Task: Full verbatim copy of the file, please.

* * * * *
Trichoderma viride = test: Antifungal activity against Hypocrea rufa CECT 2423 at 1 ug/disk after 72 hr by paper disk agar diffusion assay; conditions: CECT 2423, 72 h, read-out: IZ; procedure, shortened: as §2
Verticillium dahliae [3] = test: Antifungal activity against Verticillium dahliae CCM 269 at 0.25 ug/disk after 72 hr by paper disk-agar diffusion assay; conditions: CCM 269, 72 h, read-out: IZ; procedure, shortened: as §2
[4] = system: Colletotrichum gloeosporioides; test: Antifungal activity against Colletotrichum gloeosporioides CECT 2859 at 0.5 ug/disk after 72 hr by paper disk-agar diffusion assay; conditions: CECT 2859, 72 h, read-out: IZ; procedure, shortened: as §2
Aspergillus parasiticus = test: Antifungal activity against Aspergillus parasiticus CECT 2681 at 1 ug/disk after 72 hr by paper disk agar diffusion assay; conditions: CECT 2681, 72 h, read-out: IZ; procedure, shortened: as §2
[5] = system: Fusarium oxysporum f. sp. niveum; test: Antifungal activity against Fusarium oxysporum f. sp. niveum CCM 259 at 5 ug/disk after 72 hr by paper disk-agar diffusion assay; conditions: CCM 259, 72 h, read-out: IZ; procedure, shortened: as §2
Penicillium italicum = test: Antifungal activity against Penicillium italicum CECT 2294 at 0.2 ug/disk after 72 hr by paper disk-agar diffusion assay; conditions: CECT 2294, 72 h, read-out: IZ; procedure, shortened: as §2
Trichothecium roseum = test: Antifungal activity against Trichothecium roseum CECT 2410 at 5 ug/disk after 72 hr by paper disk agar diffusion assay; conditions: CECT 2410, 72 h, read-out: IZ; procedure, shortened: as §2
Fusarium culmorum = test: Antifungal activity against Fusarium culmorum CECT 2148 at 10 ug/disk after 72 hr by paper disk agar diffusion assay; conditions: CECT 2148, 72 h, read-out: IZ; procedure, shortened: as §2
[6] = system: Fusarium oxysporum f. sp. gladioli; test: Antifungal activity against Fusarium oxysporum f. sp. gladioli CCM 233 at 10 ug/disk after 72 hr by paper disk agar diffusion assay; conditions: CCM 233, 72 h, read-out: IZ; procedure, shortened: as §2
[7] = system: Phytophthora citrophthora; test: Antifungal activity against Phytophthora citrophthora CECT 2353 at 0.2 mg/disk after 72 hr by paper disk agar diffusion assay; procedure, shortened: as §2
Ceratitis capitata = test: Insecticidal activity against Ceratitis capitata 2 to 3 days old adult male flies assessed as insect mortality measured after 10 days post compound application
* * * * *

Trichoderma viride = test: Antifungal activity against Hypocrea rufa CECT 2423 at 1 ug/disk after 72 hr by paper disk agar diffusion assay; conditions: CECT 2423, 72 h, read-out: IZ; procedure, shortened: as §2
Verticillium dahliae [3] = test: Antifungal activity against Verticillium dahliae CCM 269 at 0.25 ug/disk after 72 hr by paper disk-agar diffusion assay; conditions: CCM 269, 72 h, read-out: IZ; procedure, shortened: as §2
[4] = system: Colletotrichum gloeosporioides; test: Antifungal activity against Colletotrichum gloeosporioides CECT 2859 at 0.5 ug/disk after 72 hr by paper disk-agar diffusion assay; conditions: CECT 2859, 72 h, read-out: IZ; procedure, shortened: as §2
Aspergillus parasiticus = test: Antifungal activity against Aspergillus parasiticus CECT 2681 at 1 ug/disk after 72 hr by paper disk agar diffusion assay; conditions: CECT 2681, 72 h, read-out: IZ; procedure, shortened: as §2
[5] = system: Fusarium oxysporum f. sp. niveum; test: Antifungal activity against Fusarium oxysporum f. sp. niveum CCM 259 at 5 ug/disk after 72 hr by paper disk-agar diffusion assay; conditions: CCM 259, 72 h, read-out: IZ; procedure, shortened: as §2
Penicillium italicum = test: Antifungal activity against Penicillium italicum CECT 2294 at 0.2 ug/disk after 72 hr by paper disk-agar diffusion assay; conditions: CECT 2294, 72 h, read-out: IZ; procedure, shortened: as §2
Trichothecium roseum = test: Antifungal activity against Trichothecium roseum CECT 2410 at 5 ug/disk after 72 hr by paper disk agar diffusion assay; conditions: CECT 2410, 72 h, read-out: IZ; procedure, shortened: as §2
Fusarium culmorum = test: Antifungal activity against Fusarium culmorum CECT 2148 at 10 ug/disk after 72 hr by paper disk agar diffusion assay; conditions: CECT 2148, 72 h, read-out: IZ; procedure, shortened: as §2
[6] = system: Fusarium oxysporum f. sp. gladioli; test: Antifungal activity against Fusarium oxysporum f. sp. gladioli CCM 233 at 10 ug/disk after 72 hr by paper disk agar diffusion assay; conditions: CCM 233, 72 h, read-out: IZ; procedure, shortened: as §2
[7] = system: Phytophthora citrophthora; test: Antifungal activity against Phytophthora citrophthora CECT 2353 at 0.2 mg/disk after 72 hr by paper disk agar diffusion assay; procedure, shortened: as §2
Ceratitis capitata = test: Insecticidal activity against Ceratitis capitata 2 to 3 days old adult male flies assessed as insect mortality measured after 10 days post compound application